If the NFL players strike, each television network hopes to replace its most popular, pricey sport with one of three less glamorous alternatives: college football, Canadian football or movies.
If there's a strike, ABC says, the network would replace its prime-time Monday (and Thursday) night games with entertainment programming -- primarily movies, and some specials. CBS Sports reports several alternatives under discussion, including a series of college games yet to be negotiated with the NCAA. NBC Sports would go ahead with an agreement made earlier this year to telecast Canadian Football League games in the event of a strike.
This fall marks the start of a five-year, $2 billion television contract between the NFL and the networks. Some say that contract only served to hurry a demonstration of official angst from players who've watched pro football TV and cable deals blossom in recent years, while their salaries have risen at a comparative snail's pace.
Officials at two of the three networks say the loss of NFL games -- for part or all of the season -- would not seriously hurt profits, since no games also means no rights payments. (The payments would approximately double this year over last year.)
"No one is suggesting these (alternatives) would get comparative viewer levels," said Neal Pilson, CBS Sports president, whose alternatives included the college games and expanded "Sports Sunday" anthology coverage of such sports as boxing and racing, and NBA and NHL games later in the season if a strike persisted. "But the fact is we would not be paying the NFL the very high rights fees. We think it's quite possible we would maintain our profit margins."
"Either they play or they don't," said Roone Arledge, ABC News and Sports president, yesterday. "And unlike the other networks which have to scramble around and find other sports to fill in, we don't think putting Canadian football on in prime time is an option for us.
"We'll go with entertainment," he said.
"We expected . . . well, Monday Night Football is not as profitable in the first year of the contract as in other years, and it's not as profitable as it used to be, because the rights are so high," said Arledge. "It (a strike) will hurt us, but I don't think the profits are as important to us as the programming. To put in all this new programming will, I'm sure, hurt the entertainment people more."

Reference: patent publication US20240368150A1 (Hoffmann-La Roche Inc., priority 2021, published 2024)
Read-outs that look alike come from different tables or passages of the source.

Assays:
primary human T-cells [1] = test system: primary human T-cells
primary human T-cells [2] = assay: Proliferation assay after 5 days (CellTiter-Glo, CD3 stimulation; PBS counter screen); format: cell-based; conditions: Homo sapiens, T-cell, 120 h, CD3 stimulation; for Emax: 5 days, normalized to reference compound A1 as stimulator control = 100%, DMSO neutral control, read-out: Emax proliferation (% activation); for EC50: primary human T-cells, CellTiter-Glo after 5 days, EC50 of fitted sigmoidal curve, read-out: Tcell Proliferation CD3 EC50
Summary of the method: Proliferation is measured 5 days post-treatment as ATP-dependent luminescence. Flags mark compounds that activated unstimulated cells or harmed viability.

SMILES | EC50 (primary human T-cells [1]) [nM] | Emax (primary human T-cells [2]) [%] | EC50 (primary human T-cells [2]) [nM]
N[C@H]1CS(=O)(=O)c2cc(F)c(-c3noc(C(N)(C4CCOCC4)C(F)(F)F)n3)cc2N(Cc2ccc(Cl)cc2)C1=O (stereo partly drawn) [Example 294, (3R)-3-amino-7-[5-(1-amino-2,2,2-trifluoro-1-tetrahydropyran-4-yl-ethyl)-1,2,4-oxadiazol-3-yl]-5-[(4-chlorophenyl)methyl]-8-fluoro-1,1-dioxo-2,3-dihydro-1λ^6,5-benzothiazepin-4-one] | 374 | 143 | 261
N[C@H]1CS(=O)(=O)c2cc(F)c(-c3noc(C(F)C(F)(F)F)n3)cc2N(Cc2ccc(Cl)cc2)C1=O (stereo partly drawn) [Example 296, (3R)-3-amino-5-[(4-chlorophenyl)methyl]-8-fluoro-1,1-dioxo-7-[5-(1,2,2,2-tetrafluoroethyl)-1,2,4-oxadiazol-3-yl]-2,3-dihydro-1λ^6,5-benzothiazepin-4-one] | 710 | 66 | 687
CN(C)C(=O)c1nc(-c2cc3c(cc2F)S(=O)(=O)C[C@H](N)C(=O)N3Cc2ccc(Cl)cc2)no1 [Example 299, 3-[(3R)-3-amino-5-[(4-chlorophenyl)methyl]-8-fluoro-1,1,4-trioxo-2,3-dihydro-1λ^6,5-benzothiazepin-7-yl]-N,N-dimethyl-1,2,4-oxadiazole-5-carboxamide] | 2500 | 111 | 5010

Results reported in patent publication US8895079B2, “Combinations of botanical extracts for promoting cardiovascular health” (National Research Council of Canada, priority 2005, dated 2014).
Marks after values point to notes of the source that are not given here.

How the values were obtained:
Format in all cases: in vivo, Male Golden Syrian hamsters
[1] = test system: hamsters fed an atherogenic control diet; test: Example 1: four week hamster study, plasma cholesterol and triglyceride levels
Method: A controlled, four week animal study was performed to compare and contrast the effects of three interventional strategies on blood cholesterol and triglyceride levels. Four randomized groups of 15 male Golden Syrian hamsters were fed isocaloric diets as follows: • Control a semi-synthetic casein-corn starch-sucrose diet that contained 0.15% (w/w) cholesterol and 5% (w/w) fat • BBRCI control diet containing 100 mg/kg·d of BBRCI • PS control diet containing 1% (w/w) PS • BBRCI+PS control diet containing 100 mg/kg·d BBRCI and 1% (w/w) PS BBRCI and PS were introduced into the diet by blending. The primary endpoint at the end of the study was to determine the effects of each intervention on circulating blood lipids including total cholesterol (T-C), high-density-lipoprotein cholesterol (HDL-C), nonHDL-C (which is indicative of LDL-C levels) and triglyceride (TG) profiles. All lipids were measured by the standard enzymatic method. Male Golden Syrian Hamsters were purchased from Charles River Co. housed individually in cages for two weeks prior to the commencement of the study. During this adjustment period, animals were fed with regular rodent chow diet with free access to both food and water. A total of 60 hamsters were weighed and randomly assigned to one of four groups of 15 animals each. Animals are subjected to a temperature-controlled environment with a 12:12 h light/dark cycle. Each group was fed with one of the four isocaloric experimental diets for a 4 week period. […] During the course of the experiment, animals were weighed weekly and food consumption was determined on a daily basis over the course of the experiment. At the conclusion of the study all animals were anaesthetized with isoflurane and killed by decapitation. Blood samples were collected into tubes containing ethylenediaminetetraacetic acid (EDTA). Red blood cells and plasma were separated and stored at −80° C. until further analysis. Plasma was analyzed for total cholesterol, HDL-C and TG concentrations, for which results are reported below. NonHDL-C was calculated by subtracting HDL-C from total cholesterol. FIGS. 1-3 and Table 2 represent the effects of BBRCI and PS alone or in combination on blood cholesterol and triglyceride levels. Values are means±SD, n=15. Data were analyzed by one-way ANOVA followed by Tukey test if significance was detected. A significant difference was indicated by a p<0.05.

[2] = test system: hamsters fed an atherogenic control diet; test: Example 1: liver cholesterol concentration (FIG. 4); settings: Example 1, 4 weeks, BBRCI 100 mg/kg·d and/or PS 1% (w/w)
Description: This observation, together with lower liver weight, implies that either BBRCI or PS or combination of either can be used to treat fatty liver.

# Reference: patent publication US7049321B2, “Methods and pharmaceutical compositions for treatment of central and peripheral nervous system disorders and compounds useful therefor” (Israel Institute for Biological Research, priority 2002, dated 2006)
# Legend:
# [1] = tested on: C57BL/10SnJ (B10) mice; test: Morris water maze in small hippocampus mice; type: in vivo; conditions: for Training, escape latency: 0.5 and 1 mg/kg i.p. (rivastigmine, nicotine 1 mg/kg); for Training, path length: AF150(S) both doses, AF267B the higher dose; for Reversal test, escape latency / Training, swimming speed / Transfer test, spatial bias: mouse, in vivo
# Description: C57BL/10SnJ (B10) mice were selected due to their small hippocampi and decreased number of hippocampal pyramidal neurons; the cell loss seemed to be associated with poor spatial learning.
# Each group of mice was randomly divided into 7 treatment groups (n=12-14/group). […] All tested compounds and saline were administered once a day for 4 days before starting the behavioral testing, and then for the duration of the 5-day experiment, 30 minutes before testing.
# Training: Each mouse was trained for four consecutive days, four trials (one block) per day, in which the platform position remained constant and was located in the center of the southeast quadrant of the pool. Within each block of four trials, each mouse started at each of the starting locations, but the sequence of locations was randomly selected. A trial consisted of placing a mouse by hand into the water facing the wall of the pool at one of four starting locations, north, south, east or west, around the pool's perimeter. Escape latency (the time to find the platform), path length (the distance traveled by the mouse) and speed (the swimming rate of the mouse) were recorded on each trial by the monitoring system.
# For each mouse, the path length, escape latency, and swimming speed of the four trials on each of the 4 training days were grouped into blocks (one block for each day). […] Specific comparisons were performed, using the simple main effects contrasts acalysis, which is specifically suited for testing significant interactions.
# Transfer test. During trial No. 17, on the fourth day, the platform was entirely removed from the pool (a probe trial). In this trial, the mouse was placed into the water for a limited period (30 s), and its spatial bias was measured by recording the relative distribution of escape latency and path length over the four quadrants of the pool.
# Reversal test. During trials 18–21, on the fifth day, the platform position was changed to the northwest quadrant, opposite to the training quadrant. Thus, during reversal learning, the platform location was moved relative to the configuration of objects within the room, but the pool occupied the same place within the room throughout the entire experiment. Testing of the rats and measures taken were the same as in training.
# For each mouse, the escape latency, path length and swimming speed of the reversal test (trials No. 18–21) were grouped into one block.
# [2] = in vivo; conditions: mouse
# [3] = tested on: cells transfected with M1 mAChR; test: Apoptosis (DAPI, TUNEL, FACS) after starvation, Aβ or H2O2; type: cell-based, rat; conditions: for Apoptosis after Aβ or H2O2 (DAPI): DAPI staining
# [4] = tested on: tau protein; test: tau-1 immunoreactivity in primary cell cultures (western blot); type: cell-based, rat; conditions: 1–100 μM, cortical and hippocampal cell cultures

The only other pro football on television this fall, if a strike or lockout occurs, might be found on Ted Turner's WTBS-TV-17 superstation in Atlanta.
The NFL Players Association wants to form six 45-man all-star teams to play Sunday or Monday night. Under an agreement with the NFL Players Association, viewers would see the games on Turner's superstation -- if they're lucky enough to be among the 21 million TV set owners (of an 81.5 million total) who can get WTBS. And Turner Broadcasting must be lucky enough to survive an almost-certain suit by NFL owners who think players are bound to them, strike or not, by existing personal-service contracts.
"We don't think the Turner situation is very viable," said Pilson, who had two reasons. The first was the unresolved issue of player personal-service contracts. "Secondly, I don't think the games, if they are played, would be very attractive, because the players are very valuable to themselves, and frankly I think what you'd get is a very loosely played, light-hitting, virtually noncontact sport -- because the risk of injury would be on the minds of every player."
NBC would carry CFL doubleheaders, according to NBC coordinating football producer Ted Nathanson, almost every Sunday through the first week of November, when the regular season ends.
"I think people will watch it just . . . for the hell of it," said Nathanson. " . . . Maybe people will like it. It's a more wide-open game, more passing, there's only three downs. But it's true, people don't identify with the players."